Aloo Palak (Pakistani Spinach & Potato Curry) is one of the most popular spinach recipes in both Pakistani and Indian Cuisine. Add to that the fact that it's very quick and easy to make and you have a winner on your hands!
This delicious recipe reminds me of home and my mother's cooking; it's comfort food at it's best. Of all the Palak recipes, such as Palak Paneer or Palak Gosht (spinach and meat curry) this dry curry is my favorite.
There are many variations of this spinach curry. The dhaba style aloo palak is the rich street food version. The aloo palak gravy, made with creamed spinach is the exact opposite of the dry version of aloo palak. I personally like and stick to this simple homemade version of aloo palak, also popularly(and erroneously) termed saag aloo.
I use simple spices in this recipe, relying heavily on fresh ingredients instead to add necessary flavor to this Aloo Palak Recipe. Both potatoes and spinach tend to be bland vegetables on their own, so all the extra add ins help boost the flavor of this delicious curry.
- Frozen Chopped Spinach - I use frozen, chopped spinach for my curry as it's the easiest, cheapest and according to bonappetit.com often more nutritious than the fresh variety.
- Potatoes - Cubed potatoes, using red potatoes, are my go to for this recipe. I like to use red potatoes as they hold their shape best. This allows me to stir and saute the curry as I cook without worrying about ending up with mashed potatoes.
- Frozen Fenugreek Leaves - Frozen fenugreek leaves, also known as kasuri methi, pair beautifully with spinach cooked in any form. These can be sourced from your nearest South Asian Store.
- Chopped Onion - I always use yellow onions in my curries, these being the most neutral variety, both in terms of flavor and and texture.
- Garlic paste - I like to make my own from scratch but store bought works just as well.
- Chopped Tomatoes - Roma tomatoes are well known for being plump and juicy, making them the perfect pick for curries.
- Plain Yogurt - I always like to use full fat plain yogurt in my curries for a rich and creamy texture.
- Cumin Seeds - Fresh roasted cumin seeds always add a delicious earthy aroma to vegetables and I love using them in this recipe and others.
- Turmeric Powder - A small pinch goes a long way with this staple spice which finds its way into almost every Pakistani curry.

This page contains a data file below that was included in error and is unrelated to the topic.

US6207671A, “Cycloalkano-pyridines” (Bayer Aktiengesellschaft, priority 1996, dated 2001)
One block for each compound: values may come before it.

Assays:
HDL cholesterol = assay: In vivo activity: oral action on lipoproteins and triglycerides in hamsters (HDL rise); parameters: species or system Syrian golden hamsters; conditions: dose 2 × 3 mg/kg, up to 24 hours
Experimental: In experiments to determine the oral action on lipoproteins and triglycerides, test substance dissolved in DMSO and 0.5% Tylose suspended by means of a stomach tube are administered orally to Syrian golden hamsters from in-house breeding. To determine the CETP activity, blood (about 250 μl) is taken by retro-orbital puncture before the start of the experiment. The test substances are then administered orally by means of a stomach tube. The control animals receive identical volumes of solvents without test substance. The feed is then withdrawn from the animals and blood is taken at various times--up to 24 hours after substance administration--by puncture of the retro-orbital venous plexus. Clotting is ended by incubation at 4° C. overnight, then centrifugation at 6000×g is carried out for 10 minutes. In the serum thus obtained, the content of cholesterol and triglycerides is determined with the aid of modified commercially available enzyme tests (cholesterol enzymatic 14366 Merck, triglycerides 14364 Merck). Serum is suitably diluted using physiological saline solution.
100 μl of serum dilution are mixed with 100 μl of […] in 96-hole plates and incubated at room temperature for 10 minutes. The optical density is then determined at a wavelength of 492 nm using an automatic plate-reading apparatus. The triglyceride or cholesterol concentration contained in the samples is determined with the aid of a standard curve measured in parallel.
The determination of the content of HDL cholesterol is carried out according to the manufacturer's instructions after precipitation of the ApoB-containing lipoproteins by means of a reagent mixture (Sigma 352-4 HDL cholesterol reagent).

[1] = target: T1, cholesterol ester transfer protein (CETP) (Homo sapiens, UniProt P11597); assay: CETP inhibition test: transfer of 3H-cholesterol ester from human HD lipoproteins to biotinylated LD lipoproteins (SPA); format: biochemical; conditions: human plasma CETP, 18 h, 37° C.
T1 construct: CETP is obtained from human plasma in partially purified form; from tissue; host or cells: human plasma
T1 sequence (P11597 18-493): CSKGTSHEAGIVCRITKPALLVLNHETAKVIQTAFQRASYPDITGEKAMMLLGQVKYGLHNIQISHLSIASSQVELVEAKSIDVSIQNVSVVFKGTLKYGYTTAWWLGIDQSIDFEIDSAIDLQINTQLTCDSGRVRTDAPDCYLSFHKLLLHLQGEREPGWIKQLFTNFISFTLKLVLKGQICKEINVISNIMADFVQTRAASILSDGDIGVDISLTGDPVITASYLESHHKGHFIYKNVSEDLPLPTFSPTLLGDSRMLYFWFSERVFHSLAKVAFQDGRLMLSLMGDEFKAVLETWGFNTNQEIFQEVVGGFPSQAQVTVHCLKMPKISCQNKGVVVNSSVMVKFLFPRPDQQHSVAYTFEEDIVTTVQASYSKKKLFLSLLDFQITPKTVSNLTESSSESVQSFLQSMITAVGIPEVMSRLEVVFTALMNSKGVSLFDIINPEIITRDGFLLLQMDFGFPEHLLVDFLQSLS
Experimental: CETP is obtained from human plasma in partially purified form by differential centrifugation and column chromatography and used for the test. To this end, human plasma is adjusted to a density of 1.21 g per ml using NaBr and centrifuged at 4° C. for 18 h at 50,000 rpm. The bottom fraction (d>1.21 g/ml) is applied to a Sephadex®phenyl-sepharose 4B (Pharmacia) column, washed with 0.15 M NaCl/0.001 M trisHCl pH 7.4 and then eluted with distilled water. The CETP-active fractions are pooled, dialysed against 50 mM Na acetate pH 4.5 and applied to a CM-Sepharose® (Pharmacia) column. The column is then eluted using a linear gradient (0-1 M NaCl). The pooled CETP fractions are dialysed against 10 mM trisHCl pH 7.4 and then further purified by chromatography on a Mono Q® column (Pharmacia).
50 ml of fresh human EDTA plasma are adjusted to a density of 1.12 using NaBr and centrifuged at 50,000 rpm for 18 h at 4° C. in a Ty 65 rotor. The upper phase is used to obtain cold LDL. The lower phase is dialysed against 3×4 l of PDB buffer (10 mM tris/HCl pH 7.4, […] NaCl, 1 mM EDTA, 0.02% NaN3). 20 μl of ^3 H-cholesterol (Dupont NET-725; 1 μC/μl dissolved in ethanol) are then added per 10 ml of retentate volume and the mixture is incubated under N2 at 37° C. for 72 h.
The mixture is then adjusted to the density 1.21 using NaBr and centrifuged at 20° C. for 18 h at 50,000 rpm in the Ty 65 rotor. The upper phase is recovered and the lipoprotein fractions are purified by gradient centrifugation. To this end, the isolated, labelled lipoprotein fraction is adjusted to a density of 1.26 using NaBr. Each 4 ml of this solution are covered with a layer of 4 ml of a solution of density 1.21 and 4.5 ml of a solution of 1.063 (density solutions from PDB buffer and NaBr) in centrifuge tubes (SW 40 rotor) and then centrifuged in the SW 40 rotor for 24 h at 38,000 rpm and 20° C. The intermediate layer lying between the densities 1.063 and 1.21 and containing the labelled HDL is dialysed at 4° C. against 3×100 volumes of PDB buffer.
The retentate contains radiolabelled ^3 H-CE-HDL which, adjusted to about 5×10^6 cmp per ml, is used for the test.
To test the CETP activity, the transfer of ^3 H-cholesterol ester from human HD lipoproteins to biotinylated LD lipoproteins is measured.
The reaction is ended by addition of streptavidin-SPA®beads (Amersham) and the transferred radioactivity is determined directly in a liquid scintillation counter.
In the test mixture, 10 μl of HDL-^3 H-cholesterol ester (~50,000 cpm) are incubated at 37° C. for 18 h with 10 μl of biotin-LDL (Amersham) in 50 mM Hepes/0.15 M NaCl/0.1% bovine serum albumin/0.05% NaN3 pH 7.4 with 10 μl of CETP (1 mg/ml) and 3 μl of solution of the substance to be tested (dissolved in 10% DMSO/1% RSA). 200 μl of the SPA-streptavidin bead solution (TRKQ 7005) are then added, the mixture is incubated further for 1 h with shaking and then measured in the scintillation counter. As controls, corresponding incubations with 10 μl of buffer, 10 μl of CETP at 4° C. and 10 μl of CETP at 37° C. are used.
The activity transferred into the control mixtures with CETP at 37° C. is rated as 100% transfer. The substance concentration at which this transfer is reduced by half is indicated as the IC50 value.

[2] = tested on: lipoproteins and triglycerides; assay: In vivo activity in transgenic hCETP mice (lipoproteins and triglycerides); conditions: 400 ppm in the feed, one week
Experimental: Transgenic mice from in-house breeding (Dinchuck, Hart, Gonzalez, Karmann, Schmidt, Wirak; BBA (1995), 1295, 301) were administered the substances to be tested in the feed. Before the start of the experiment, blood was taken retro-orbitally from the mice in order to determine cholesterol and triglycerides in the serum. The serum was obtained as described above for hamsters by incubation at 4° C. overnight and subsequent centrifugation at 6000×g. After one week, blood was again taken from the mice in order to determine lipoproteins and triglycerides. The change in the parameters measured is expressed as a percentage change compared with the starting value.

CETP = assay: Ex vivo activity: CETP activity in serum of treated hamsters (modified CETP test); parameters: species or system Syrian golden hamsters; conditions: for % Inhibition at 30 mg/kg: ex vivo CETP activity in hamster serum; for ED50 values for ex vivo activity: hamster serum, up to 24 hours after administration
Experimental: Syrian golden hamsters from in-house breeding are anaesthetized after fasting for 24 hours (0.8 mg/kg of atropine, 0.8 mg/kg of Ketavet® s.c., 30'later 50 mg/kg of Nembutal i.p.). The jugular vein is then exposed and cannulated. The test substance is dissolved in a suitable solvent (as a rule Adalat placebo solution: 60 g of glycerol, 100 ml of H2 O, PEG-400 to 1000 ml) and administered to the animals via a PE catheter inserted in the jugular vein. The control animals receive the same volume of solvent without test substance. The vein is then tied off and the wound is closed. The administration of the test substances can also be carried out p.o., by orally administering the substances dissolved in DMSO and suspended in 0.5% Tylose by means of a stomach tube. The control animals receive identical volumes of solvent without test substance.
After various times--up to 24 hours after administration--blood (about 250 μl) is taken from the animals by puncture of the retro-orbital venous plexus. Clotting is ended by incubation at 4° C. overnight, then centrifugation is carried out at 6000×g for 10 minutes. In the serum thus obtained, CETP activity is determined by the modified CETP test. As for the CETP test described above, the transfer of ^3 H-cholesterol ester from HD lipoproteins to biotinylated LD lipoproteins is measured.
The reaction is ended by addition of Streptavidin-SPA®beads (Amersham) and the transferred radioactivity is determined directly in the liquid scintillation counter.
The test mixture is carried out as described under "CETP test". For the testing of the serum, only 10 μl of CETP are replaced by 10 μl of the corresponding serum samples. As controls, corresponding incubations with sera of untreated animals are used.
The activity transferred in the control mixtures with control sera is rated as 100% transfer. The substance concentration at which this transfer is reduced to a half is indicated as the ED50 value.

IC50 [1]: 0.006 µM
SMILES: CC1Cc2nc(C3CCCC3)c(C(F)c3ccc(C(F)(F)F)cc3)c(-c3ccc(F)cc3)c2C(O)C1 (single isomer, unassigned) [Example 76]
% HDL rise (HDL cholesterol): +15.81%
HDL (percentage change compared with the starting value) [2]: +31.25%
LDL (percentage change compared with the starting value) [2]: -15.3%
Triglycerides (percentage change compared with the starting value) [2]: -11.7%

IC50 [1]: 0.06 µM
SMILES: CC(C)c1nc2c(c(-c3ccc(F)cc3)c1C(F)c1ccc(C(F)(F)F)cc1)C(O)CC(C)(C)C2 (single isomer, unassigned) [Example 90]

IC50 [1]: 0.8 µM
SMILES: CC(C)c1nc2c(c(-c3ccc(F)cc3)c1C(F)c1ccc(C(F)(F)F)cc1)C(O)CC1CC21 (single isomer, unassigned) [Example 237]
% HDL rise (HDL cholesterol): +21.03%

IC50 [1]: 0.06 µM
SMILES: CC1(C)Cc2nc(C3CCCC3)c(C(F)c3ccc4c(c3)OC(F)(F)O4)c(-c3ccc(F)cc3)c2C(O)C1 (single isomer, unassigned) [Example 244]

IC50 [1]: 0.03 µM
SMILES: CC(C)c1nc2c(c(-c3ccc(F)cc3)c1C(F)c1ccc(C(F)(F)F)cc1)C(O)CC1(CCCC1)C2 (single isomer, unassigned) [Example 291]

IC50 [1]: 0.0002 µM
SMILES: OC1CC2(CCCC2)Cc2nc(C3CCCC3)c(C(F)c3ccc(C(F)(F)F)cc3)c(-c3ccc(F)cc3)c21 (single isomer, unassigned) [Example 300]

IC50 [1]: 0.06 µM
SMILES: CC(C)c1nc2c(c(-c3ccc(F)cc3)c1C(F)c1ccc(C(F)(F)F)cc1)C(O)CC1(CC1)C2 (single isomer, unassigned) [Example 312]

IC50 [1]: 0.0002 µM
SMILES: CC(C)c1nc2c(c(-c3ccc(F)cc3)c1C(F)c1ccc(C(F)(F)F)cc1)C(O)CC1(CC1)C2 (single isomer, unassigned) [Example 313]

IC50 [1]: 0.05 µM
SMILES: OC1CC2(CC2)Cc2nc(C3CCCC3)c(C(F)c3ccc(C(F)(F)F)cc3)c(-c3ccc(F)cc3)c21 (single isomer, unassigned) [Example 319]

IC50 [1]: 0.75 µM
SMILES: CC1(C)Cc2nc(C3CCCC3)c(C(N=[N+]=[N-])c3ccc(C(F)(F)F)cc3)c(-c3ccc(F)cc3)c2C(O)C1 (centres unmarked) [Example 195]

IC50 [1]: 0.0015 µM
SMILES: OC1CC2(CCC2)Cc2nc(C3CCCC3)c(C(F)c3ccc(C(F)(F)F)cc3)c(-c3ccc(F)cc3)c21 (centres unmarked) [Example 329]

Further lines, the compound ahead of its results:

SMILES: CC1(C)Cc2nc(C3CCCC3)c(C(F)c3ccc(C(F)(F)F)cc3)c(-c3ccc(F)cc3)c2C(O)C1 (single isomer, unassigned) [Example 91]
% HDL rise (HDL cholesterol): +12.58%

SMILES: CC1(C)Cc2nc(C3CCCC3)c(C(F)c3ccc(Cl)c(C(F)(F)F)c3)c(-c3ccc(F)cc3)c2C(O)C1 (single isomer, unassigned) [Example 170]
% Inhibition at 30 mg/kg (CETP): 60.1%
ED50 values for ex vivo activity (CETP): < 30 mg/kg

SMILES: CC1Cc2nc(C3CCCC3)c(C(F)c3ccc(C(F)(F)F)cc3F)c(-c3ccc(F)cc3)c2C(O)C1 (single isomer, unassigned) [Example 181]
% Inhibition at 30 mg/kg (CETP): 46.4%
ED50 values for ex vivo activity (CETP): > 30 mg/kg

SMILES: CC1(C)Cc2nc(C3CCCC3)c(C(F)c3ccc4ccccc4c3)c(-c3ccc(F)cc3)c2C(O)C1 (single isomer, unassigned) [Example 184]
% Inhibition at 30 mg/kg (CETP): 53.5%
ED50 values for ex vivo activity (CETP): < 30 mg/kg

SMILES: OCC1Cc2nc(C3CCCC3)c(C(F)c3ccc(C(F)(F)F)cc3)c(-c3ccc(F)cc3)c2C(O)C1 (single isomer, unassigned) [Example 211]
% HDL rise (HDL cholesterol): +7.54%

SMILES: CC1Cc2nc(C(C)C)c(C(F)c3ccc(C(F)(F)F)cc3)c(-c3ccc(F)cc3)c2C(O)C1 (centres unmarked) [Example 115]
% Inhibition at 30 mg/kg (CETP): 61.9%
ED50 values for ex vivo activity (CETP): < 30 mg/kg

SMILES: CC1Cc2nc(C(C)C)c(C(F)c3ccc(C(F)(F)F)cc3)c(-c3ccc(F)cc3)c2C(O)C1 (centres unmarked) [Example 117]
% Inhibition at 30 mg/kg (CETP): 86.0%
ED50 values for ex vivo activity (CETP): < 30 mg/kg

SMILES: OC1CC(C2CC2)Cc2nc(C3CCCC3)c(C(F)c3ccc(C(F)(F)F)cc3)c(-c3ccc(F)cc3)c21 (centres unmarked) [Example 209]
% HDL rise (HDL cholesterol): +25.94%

- Red Chili Powder - A definite add in, this adds the necessary punch to an otherwise bland vegetable mix.
- Salt - I use regular iodized salt for most of my cooking, but any type is okay.
The Step By Step Instructions
As with all Pakistani recipes, start by sauteing the chopped onions on medium high heat. Unlike meat curries, when cooking vegetables, the onions don't need to be a dark brown. Once the onions are a light golden brown, add in the garlic and saute for a minute before adding in the cumin seeds.
Once you've sauteed this base add in the chopped tomatoes and cook on high for 3-4 minutes till the tomatoes start to release water. At this time, cover and cook on medium heat for about 10 minutes to break down the tomatoes completely. Then, turn the flame back up to high, uncover and add in all the powdered spices.
Saute the mixture till it's well blended and then start adding the yogurt, a few tablespoons at a time. Adding in all of the yogurt at the same time causes it to curdle so it must be added in gradually.
Once all of the yogurt is incorporated, add in the fenugreek leaves. I just add them in frozen and they melt in seconds since the curry is so hot.
Next, add in the chopped, frozen spinach leaves. These, too will defrost and wilt in a matter of minutes. Once the leafy greens have softened, turn the stove to low heat. Cover your cooking utensil and let the mixture cook for 10-15 minutes so the spinach can absorb all the flavor from the curry.
Once the spinach gravy looks cooked add in the potatoes. Let them simmer in the gravy till they are cooked through. If needed you can add cup of water but it may not be necessary. Since the potatoes are chopped so tiny they cook very quickly.
My favorite way to eat this Aloo Palak Sabzi is with Naan bread or Tandoori Roti. Since it's a dry curry it typically pairs better with bread versus plain rice.
Hint: If you have leftover Aloo Palak from dinner, an Aloo Palak Paratha for breakfast or brunch is a great way to use it up!
Some alternatives to the list above